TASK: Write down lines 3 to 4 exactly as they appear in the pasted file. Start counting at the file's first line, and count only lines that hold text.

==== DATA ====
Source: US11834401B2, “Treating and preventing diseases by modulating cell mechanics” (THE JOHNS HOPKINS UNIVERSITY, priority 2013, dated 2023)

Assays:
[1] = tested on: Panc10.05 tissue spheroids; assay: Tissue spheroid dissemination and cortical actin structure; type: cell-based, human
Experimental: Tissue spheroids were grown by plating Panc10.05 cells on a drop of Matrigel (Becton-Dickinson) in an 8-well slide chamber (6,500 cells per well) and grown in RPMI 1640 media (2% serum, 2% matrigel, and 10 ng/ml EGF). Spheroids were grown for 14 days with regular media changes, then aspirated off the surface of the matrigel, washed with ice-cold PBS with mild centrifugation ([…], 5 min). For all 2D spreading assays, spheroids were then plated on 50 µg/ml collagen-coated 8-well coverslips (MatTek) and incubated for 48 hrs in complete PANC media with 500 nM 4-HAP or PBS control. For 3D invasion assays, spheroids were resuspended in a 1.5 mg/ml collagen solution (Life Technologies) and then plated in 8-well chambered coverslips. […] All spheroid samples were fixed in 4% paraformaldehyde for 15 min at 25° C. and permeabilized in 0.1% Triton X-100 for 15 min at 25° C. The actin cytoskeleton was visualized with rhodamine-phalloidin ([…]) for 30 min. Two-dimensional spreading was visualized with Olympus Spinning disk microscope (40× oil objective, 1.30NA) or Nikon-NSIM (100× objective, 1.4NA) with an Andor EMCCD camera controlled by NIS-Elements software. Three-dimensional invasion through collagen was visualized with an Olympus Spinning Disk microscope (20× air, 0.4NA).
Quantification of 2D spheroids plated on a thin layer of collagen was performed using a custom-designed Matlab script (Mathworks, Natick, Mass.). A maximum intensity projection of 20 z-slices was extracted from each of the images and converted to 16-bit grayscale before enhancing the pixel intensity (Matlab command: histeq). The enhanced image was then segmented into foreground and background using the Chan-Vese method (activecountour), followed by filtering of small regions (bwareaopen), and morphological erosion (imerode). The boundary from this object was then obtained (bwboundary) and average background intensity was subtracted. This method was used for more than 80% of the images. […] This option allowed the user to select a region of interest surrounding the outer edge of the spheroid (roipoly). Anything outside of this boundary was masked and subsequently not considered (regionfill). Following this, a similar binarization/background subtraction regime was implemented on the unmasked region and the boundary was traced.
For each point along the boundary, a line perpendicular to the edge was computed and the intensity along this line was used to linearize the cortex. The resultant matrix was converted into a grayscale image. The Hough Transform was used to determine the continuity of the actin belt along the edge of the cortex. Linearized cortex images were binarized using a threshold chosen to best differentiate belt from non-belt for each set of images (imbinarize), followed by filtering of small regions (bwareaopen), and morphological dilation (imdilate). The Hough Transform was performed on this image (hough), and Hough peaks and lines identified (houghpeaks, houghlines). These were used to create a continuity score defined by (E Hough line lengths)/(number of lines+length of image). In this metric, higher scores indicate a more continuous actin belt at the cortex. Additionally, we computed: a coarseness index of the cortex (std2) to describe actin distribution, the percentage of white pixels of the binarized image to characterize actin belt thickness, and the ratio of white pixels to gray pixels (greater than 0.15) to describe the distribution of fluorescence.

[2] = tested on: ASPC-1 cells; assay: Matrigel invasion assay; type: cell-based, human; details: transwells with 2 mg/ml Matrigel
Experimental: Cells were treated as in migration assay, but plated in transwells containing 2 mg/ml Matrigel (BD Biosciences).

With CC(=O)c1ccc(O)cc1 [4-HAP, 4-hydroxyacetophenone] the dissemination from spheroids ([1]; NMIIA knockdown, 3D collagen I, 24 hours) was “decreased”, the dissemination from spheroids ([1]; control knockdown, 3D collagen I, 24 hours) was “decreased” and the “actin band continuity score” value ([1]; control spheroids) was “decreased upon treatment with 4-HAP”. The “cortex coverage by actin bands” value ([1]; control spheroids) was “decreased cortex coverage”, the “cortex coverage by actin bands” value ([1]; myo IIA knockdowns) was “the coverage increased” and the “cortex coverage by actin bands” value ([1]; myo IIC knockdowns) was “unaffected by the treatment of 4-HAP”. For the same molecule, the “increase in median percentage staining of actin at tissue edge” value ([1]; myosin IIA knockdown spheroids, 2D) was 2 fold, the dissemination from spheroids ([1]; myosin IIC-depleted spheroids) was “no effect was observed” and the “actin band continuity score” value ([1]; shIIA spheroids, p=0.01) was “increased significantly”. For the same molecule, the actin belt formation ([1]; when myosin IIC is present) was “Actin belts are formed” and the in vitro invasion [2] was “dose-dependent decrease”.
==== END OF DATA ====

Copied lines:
[1] = tested on: Panc10.05 tissue spheroids; assay: Tissue spheroid dissemination and cortical actin structure; type: cell-based, human
Experimental: Tissue spheroids were grown by plating Panc10.05 cells on a drop of Matrigel (Becton-Dickinson) in an 8-well slide chamber (6,500 cells per well) and grown in RPMI 1640 media (2% serum, 2% matrigel, and 10 ng/ml EGF). Spheroids were grown for 14 days with regular media changes, then aspirated off the surface of the matrigel, washed with ice-cold PBS with mild centrifugation ([…], 5 min). For all 2D spreading assays, spheroids were then plated on 50 µg/ml collagen-coated 8-well coverslips (MatTek) and incubated for 48 hrs in complete PANC media with 500 nM 4-HAP or PBS control. For 3D invasion assays, spheroids were resuspended in a 1.5 mg/ml collagen solution (Life Technologies) and then plated in 8-well chambered coverslips. […] All spheroid samples were fixed in 4% paraformaldehyde for 15 min at 25° C. and permeabilized in 0.1% Triton X-100 for 15 min at 25° C. The actin cytoskeleton was visualized with rhodamine-phalloidin ([…]) for 30 min. Two-dimensional spreading was visualized with Olympus Spinning disk microscope (40× oil objective, 1.30NA) or Nikon-NSIM (100× objective, 1.4NA) with an Andor EMCCD camera controlled by NIS-Elements software. Three-dimensional invasion through collagen was visualized with an Olympus Spinning Disk microscope (20× air, 0.4NA).